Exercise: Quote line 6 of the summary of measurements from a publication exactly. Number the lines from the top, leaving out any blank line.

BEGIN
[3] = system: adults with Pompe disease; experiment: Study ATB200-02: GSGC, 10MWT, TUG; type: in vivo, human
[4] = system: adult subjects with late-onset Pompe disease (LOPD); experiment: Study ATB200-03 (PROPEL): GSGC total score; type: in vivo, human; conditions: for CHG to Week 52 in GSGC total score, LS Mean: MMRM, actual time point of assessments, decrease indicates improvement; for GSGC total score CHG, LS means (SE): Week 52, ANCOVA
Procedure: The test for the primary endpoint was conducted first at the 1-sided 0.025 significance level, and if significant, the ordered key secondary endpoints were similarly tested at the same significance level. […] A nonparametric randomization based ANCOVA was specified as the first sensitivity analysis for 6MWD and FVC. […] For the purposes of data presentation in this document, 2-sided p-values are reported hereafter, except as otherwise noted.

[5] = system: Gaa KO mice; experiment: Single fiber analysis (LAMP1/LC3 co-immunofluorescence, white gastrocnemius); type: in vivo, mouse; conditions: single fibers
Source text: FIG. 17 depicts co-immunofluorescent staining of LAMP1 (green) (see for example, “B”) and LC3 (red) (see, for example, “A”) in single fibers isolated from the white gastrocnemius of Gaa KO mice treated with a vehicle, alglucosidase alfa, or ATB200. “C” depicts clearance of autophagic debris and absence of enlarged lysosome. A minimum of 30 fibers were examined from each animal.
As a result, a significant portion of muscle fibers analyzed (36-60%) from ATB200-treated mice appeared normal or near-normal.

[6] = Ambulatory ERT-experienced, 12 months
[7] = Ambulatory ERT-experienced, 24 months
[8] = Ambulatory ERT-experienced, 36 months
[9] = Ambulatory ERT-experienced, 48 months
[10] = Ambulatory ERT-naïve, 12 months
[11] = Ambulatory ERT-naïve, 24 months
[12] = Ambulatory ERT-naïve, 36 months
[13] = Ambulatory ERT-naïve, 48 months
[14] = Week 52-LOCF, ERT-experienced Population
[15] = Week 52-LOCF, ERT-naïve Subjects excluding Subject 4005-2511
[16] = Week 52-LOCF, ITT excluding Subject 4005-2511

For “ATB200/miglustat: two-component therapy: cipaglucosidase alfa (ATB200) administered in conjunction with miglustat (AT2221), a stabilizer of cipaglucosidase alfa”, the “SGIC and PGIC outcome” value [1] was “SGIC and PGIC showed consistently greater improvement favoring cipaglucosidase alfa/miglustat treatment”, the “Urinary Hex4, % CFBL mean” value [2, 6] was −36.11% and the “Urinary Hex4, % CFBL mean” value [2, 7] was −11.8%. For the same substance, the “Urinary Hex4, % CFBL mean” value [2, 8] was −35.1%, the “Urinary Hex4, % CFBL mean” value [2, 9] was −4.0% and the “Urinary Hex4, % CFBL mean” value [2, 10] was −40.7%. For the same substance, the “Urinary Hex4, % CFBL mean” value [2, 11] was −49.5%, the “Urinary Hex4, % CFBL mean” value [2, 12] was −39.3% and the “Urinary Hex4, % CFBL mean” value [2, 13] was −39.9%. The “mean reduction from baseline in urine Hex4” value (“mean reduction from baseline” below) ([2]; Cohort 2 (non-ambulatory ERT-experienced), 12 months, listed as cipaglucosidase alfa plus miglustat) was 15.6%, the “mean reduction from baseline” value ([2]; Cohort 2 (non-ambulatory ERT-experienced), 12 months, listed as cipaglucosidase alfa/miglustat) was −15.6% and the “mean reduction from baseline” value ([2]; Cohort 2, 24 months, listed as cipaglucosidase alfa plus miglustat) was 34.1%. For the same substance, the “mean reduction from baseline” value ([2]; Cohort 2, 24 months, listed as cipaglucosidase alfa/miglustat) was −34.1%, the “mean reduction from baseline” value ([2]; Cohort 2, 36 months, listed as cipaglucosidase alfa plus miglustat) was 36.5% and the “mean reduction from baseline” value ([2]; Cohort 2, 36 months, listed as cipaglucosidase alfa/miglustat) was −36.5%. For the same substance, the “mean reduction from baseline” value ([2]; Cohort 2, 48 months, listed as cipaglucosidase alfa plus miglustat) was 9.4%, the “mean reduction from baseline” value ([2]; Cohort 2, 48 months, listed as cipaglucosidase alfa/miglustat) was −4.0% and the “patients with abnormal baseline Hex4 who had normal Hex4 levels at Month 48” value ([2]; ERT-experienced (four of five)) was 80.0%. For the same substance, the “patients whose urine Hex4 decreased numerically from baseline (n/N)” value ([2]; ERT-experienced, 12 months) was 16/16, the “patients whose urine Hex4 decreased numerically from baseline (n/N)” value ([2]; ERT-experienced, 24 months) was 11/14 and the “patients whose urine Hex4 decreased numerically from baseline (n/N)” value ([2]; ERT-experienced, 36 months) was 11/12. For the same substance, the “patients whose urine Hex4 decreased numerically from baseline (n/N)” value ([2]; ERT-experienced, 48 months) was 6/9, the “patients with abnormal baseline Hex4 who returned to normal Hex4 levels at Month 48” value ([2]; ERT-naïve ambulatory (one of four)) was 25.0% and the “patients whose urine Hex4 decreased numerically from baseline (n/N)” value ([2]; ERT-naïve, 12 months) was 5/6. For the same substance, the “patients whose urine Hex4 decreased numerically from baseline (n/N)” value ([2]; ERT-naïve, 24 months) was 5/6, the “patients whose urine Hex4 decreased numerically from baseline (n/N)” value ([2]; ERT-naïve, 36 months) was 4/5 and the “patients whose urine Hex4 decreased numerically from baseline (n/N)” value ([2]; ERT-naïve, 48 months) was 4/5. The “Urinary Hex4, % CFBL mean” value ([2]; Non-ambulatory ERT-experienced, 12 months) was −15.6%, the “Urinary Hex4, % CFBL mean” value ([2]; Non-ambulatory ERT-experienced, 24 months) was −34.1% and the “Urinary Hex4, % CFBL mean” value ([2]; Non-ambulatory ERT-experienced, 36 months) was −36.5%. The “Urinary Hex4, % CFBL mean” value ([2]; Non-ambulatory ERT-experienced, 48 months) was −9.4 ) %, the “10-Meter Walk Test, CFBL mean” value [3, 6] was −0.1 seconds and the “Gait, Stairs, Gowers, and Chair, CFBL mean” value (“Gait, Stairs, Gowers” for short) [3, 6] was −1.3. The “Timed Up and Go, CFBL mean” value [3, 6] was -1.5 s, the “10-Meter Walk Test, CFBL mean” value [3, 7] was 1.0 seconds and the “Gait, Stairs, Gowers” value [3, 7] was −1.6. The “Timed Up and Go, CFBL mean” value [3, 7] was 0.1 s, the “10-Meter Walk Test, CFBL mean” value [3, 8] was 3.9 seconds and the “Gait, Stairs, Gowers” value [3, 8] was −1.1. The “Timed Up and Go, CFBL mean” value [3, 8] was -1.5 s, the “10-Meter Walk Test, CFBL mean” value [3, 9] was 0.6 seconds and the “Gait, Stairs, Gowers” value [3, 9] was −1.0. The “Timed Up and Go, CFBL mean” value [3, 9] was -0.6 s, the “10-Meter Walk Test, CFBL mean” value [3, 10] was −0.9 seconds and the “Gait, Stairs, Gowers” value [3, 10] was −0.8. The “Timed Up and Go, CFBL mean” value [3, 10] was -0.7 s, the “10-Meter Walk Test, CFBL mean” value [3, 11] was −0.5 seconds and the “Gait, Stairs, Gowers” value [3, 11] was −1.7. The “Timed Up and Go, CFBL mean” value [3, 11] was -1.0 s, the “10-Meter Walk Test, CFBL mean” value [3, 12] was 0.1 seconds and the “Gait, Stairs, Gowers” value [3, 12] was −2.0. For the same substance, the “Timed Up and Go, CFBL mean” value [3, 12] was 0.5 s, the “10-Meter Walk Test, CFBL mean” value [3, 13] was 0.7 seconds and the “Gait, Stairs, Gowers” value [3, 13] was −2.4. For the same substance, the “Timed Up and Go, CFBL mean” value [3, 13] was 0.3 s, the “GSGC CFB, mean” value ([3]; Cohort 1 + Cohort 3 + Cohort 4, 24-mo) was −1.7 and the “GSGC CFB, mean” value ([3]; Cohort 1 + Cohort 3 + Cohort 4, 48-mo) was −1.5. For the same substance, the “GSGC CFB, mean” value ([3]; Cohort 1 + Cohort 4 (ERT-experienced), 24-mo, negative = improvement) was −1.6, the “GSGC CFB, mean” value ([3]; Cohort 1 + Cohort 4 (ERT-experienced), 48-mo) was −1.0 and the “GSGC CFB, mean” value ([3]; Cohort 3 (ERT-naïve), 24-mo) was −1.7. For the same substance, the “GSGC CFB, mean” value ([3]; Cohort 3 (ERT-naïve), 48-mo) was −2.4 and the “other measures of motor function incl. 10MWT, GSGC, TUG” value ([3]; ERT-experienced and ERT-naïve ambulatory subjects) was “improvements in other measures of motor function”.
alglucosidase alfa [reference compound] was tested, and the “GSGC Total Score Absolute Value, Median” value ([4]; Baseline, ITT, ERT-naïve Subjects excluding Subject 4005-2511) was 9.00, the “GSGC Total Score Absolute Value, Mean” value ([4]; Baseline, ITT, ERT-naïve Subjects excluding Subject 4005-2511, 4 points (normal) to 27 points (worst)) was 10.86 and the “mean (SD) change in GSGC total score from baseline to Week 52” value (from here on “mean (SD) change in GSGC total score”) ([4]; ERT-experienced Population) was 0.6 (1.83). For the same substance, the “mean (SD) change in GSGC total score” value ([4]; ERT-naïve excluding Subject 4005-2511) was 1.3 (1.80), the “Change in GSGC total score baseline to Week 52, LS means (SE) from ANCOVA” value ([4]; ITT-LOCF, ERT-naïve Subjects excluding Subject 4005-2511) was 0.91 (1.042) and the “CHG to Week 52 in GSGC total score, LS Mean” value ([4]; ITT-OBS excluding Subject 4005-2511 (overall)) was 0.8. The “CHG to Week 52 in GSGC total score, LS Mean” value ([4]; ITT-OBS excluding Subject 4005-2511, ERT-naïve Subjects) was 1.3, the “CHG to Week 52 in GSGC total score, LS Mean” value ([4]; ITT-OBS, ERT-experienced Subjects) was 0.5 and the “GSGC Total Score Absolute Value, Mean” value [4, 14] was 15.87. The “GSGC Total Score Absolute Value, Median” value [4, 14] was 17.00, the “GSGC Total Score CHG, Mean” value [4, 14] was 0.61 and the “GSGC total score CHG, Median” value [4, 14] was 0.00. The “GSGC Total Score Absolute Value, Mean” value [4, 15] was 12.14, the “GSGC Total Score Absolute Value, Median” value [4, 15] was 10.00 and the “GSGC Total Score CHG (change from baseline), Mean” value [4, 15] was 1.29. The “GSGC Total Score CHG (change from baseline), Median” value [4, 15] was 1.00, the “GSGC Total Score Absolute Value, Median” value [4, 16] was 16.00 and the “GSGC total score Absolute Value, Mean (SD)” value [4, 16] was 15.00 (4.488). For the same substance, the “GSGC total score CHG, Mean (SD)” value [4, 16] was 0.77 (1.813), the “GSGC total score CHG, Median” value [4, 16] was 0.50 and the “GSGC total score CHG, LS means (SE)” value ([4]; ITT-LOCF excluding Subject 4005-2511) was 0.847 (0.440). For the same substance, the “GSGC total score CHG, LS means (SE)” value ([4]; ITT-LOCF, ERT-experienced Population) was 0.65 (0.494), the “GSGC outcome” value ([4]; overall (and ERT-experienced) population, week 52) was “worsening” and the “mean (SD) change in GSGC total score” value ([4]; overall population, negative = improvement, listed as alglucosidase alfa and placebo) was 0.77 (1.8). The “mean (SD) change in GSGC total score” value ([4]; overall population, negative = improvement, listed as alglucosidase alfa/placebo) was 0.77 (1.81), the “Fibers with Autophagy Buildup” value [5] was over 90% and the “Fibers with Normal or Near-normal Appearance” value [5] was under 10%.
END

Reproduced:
As a result, a significant portion of muscle fibers analyzed (36-60%) from ATB200-treated mice appeared normal or near-normal.